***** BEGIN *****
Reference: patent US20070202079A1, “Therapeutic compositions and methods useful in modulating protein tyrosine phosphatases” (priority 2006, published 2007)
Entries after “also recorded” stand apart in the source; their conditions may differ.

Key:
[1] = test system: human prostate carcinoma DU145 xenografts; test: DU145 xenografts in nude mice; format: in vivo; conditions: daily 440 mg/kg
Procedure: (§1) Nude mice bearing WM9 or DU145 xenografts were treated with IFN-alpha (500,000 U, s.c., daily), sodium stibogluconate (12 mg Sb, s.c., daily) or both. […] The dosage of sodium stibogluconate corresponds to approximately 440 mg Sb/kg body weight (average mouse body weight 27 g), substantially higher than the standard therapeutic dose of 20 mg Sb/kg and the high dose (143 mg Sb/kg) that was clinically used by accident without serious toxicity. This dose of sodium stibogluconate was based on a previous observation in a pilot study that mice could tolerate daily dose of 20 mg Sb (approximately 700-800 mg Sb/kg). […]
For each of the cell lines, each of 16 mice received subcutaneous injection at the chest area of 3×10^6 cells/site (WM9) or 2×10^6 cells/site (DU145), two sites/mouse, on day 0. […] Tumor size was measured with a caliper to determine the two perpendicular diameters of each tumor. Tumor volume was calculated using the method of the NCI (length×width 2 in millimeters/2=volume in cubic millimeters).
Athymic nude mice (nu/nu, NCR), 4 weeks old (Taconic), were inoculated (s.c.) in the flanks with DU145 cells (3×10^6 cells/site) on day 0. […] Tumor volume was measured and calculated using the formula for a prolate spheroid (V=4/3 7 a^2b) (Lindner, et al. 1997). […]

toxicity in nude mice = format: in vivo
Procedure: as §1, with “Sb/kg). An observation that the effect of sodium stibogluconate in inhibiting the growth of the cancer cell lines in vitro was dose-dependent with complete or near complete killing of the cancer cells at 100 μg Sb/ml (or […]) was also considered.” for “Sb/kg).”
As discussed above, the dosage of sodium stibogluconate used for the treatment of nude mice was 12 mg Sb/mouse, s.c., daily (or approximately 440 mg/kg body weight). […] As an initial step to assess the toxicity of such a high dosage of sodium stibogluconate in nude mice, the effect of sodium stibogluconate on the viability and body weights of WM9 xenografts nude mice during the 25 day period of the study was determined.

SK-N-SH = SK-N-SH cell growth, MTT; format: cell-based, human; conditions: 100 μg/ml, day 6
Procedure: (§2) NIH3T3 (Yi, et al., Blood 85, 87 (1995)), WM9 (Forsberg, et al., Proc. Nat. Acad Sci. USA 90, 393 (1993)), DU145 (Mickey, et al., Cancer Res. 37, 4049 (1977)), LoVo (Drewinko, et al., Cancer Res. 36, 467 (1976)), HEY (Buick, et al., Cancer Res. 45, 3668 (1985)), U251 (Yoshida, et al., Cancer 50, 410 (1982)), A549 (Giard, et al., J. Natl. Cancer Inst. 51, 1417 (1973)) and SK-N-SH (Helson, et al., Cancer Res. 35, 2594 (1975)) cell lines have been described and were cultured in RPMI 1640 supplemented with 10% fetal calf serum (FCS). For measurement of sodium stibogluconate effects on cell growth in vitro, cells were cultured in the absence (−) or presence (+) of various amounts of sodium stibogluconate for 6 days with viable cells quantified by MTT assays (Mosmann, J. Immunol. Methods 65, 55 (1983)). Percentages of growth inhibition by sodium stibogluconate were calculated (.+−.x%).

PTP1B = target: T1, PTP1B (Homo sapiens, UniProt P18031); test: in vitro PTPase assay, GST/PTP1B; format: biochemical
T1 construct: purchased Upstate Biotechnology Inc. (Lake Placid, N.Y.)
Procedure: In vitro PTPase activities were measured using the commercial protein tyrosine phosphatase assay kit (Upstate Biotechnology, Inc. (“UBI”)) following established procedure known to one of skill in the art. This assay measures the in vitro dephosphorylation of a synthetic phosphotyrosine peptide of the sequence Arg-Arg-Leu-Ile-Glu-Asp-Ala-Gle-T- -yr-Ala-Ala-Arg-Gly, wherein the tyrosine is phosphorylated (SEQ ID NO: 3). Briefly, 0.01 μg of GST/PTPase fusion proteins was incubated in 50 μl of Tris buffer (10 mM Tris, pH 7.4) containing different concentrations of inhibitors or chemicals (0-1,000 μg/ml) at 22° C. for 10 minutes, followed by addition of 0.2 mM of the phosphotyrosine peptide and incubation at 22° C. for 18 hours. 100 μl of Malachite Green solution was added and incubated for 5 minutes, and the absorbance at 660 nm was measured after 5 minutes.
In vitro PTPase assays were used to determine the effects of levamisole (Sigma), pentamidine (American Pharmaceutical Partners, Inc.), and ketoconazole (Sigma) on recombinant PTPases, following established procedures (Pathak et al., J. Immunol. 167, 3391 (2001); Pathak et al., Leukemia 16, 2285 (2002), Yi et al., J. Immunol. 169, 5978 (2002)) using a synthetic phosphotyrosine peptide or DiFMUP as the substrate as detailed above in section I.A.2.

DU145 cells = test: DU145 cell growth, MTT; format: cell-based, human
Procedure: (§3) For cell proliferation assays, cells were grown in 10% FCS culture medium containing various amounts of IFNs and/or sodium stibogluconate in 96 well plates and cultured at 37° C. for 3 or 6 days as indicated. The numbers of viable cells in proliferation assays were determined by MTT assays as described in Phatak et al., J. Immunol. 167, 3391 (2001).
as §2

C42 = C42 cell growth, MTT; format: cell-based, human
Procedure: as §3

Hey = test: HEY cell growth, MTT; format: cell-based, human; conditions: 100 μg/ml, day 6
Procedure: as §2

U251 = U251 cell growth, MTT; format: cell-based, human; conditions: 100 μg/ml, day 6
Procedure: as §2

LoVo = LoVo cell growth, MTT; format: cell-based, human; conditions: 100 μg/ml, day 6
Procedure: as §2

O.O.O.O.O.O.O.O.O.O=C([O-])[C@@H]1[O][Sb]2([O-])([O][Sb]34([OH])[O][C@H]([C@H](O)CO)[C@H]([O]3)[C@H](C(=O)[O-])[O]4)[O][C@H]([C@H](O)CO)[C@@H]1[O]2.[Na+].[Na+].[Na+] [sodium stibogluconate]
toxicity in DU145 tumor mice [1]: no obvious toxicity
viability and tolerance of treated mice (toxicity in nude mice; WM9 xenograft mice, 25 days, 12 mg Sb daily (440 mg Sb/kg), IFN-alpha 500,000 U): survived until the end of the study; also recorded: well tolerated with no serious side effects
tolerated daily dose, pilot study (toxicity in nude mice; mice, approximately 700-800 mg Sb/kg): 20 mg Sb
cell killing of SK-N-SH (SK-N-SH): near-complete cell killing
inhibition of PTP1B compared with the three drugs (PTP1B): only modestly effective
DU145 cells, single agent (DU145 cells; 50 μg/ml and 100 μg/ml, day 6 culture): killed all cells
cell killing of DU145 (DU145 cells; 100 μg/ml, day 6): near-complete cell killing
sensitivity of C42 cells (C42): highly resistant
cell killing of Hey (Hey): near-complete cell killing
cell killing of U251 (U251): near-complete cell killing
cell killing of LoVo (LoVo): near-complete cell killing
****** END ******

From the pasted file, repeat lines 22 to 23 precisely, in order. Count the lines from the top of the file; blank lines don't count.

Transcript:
Hey = test: HEY cell growth, MTT; format: cell-based, human; conditions: 100 μg/ml, day 6
Procedure: as §2